New Library Site Responds to 21st-Century Students and Their Mobile Devices
Students, both those familiar with Falvey’s website and those new to it, will appreciate the major upgrade to the site this month. The library’s Web Development team* designed the new site to be more modern and responsive “to the host of new screens and devices now widely available and used by our patrons,” according to David Uspal, senior web specialist for library services and scholarly applications.
The Web Development team, Uspal explains, set three general design goals for this project:
Goal 1) To be “Tech Forward” (Utility)—This idea applies to the Library as changing our services to keep up with “the ever evolving lifestyles of our user.”
The team achieved this goal with web pages that will reformat themselves “to fit on your screen in a clean way, shifting elements around to maximize screen real estate on all sorts of devices, from desktops to tablets to phones.” Users can observe this capability on their computers by shrinking the window’s size. As it gets smaller, “the elements on the page dynamically adjust to fit the size” of the window.
Goal 2) To be “Fashion Forward” (Promotion)—Falvey’s web pages should stay current with modern design standards.
The team responded with a modern design, using “flat tiles, squared off edges, and bright colors vice drop shadows, rounded corners and buttons, and monotone colors.” This style choice “lends perfectly to the needs of a responsive design, making shifting elements on a page much easier.”
Goal 3) To be as consistent as possible with the pages published by the University as a whole, but without compromising our first two principles in doing so (Synergy)—It is “important to have our pages look and feel like a [Villanova] University page.”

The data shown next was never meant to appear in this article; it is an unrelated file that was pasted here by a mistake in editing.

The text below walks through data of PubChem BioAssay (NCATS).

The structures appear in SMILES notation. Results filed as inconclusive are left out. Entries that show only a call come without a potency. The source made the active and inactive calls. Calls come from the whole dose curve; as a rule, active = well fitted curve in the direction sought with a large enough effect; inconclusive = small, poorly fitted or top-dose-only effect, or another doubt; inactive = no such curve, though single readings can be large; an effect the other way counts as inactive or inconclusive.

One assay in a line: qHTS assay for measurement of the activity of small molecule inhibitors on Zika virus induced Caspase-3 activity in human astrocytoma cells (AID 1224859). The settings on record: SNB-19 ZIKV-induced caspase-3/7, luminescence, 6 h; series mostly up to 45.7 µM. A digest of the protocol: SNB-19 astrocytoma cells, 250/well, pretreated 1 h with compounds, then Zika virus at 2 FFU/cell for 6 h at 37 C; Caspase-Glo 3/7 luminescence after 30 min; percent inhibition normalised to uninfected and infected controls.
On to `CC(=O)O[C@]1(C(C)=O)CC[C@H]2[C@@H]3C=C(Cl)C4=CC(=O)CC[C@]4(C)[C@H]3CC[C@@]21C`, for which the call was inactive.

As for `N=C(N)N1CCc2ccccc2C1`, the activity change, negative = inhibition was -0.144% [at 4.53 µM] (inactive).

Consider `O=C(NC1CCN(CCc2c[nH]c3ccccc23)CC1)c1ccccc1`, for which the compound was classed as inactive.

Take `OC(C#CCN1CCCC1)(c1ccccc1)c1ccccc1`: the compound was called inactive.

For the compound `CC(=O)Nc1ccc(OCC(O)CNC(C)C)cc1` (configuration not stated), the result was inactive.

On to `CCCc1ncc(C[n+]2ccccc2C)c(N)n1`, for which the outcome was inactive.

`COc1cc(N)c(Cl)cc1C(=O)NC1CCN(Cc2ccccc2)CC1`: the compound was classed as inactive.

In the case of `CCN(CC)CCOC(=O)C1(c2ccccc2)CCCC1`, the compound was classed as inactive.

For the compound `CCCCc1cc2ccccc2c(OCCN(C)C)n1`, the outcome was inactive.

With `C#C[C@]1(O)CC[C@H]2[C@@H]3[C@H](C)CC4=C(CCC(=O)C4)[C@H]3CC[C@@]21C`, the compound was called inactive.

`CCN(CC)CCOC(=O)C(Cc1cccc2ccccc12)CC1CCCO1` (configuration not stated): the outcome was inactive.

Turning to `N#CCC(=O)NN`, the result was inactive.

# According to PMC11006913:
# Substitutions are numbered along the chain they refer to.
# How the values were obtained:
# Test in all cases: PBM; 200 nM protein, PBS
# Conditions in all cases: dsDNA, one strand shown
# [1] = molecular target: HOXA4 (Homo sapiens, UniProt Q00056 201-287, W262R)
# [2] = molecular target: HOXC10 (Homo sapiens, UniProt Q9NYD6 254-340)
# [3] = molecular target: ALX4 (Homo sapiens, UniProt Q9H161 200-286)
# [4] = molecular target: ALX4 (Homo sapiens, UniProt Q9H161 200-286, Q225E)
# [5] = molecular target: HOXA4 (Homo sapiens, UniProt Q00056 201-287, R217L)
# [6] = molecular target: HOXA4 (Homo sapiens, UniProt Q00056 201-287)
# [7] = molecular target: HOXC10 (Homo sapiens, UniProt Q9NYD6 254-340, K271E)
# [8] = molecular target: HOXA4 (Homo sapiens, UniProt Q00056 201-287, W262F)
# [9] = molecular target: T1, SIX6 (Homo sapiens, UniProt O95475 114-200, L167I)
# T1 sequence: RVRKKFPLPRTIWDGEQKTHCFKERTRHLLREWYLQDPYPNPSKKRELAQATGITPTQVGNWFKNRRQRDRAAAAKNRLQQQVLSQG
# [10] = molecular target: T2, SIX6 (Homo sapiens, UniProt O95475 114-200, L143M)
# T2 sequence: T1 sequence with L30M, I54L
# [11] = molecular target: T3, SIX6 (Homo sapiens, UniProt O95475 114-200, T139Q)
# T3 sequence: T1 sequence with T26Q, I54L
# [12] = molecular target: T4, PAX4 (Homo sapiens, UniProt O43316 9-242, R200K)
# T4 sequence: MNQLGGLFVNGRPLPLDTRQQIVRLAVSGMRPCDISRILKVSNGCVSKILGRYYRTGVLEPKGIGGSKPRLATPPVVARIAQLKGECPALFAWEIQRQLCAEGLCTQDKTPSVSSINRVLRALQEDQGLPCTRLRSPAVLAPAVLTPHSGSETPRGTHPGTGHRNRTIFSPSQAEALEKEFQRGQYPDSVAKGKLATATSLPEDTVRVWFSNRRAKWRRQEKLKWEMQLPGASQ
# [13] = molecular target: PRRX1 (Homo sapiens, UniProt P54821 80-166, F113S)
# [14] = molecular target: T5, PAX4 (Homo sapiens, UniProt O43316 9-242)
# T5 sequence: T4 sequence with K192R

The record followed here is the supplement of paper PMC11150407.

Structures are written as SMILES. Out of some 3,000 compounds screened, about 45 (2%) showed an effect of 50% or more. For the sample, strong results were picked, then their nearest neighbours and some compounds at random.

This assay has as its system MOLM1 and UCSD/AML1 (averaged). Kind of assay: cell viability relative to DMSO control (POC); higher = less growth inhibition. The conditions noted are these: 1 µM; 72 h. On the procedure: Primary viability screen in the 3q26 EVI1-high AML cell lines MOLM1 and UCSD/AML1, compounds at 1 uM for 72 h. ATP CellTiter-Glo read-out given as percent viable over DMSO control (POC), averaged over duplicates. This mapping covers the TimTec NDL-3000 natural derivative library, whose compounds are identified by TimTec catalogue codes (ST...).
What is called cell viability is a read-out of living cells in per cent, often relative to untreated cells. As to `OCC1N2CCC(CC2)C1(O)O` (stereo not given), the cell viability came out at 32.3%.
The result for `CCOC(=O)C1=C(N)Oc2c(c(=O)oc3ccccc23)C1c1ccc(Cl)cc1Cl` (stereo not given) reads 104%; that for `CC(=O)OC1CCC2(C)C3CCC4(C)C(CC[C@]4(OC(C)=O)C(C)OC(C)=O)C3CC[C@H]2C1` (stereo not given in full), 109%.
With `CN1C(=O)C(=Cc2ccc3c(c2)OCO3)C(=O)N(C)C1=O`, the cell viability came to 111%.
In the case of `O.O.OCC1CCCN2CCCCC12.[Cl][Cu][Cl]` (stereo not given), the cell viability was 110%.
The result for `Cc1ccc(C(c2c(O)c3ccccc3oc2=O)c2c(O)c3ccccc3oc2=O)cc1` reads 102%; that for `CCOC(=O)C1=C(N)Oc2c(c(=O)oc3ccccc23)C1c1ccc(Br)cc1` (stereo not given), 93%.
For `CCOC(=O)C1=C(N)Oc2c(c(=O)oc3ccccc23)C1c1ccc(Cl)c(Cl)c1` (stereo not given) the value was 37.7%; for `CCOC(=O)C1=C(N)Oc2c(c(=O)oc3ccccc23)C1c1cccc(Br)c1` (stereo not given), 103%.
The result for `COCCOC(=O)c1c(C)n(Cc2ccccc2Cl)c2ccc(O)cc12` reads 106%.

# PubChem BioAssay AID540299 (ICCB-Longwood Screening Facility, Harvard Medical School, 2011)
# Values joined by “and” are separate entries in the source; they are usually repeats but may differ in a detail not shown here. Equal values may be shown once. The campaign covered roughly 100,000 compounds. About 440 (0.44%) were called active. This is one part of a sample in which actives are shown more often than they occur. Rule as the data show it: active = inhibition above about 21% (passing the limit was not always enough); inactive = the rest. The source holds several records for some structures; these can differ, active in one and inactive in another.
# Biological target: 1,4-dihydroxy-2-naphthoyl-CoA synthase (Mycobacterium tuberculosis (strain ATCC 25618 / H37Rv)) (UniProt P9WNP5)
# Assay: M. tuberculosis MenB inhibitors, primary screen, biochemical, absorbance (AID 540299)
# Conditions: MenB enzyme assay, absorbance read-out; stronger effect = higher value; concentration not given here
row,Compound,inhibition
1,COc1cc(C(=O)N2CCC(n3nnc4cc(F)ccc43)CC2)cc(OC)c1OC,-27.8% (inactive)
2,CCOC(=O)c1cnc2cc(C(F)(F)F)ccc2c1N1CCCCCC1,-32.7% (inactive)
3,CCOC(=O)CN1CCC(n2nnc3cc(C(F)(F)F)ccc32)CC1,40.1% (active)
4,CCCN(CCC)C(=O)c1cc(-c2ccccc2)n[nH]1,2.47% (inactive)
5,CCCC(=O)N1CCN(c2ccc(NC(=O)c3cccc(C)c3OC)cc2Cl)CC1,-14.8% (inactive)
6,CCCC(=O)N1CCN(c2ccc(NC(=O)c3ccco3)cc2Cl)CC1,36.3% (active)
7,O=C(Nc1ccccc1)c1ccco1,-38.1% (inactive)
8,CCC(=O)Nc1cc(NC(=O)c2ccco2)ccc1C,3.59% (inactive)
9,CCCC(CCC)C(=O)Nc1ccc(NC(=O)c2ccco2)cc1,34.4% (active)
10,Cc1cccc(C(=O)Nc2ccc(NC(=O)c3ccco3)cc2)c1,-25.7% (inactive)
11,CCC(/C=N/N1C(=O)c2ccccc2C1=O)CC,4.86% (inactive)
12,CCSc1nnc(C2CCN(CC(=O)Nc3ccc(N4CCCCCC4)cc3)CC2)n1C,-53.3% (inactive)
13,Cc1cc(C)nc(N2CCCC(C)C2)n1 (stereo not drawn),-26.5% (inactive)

Visitors to Falvey’s newly designed site will observe strong similarities to other University pages in layout and format, while retaining the library site’s color themes to aid in navigation.
Villanova students played an essential role in the new website’s design. Randomly selected student volunteers participated in usability testing, performing a number of tasks to explore the website’s functionality. Their testing and feedback informed the site designers’ work.
* Falvey’s Web Development team members include Laura Bang, Digital and Special Collections curatorial assistant; Robin Bowles, nursing/life science librarian; Kimberley Bugg, team leader, Information and Research Assistance and service development; Kristyna Carroll, research support librarian for business and social sciences; Christopher Hallberg, Library Technology Development specialist; Demian Katz, Library Technology Development specialist; David Lacy, team leader for the Web Technology and the Library Technology Development teams; Jutta Seibert team leader – Academic Integration; and David Uspal.
For this website project, Joanne Quinn, team leader and graphic designer for Falvey’s Communication and Service Promotion team provided the Web team some design specs and alternatives to work with. Robin Bowles sums up the team’s efforts: “We are always working towards making the site both more functional and more eye catching … the site is an ever evolving project, and we are working on even more improvements.”
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